The Netherlands built their dykes to withstand a 10,000-year storm.  Likewise, seasteads must be built to withstand the highest wave ever recorded in the region, and then some. Seastead engineers must always assume the worst storm in 10,000 years may occur tomorrow.

The Responsibility of Seasteaders

Seasteading families won’t bring their children to live on seasteads unless they are at least as safe as cruise ships.  If marine insurance companies won’t insure you, the most highly rated flagging registries won’t flag you. Without a maritime flag, no prudent business will domicile on your seastead.

The good news is the process to establish safe seaworthy vessels is well established. 

More than a hundred thousand vessels on the sea adhere to rigorous safety standards developed over time by ship classification societies.  At least 50 such societies compete in a global market to certify vessels are safe, so they can be insured by maritime insurance providers.  Only then will a flagging registry grant the captain authority to govern his vessel at sea.

No Safety? No Seasteading.

For the sake of future floating communities, The Seasteading Institute plans to control the designation “certified seastead” through the sheer power of our reputation for professionalism.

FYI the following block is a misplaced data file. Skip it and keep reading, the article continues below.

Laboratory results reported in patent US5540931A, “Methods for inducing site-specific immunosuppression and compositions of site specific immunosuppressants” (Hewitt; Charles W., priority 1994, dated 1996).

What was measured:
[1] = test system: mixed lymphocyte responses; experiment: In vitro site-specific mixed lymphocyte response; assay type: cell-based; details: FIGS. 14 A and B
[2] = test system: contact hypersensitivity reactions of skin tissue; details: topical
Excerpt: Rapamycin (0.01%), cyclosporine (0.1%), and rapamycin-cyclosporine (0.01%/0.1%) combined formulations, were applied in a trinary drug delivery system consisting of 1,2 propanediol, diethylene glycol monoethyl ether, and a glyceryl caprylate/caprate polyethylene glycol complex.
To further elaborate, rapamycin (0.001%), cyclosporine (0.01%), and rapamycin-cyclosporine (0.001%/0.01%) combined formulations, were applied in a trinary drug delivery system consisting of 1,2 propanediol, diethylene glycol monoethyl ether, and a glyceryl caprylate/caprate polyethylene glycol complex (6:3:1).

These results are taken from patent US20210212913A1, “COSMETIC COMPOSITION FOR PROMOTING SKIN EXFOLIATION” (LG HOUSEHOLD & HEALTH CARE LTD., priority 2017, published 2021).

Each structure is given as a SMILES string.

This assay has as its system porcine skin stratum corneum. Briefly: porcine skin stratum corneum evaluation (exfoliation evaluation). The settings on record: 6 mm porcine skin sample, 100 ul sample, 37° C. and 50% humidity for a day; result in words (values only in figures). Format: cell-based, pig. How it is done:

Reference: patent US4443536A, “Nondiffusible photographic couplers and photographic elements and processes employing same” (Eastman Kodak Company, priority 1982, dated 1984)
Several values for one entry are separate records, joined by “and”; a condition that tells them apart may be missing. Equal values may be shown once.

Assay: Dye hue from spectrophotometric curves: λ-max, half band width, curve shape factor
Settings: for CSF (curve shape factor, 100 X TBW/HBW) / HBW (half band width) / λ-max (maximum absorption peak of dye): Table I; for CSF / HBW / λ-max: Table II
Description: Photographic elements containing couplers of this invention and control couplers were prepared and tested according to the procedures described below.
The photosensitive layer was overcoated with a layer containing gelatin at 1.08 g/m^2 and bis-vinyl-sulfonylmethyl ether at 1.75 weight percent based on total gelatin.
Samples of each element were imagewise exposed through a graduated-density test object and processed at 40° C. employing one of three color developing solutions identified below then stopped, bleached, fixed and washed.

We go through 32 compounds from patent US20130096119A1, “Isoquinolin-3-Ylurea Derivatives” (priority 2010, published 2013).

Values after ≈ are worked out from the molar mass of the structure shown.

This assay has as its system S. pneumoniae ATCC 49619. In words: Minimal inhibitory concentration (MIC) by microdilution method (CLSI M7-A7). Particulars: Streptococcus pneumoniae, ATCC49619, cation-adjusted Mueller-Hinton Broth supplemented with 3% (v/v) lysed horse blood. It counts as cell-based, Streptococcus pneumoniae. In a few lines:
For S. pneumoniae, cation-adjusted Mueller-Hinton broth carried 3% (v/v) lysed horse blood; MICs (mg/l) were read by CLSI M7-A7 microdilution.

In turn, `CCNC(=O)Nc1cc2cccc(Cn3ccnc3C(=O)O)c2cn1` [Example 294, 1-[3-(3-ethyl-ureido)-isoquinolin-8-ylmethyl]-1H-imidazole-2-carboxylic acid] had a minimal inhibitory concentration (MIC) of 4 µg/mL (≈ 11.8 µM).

Nobody gets to call their vessel a certified seastead unless the safety professionals at The Seasteading Institute guarantee their novel vessel is safe, insured by a respectable marine insurance provider, and flagged by a premier flagging registry. We will steward professional seasteaders through this process.

Likewise, if a maverick builds his own structure without following known protocols established by the ocean industry over time, The Seasteading Institute plans to say, “We did not certify that vessel as safe.”

But consider the patch of land you live on. Did it start out safe?

The Blue Frontier

Of course, no new frontier gets settled without pioneers taking extravagant personal risks.

Name your favorite country. Chances are, it was founded by a maverick.  

Seasteading benefits from a rich legacy of historic swashbucklers.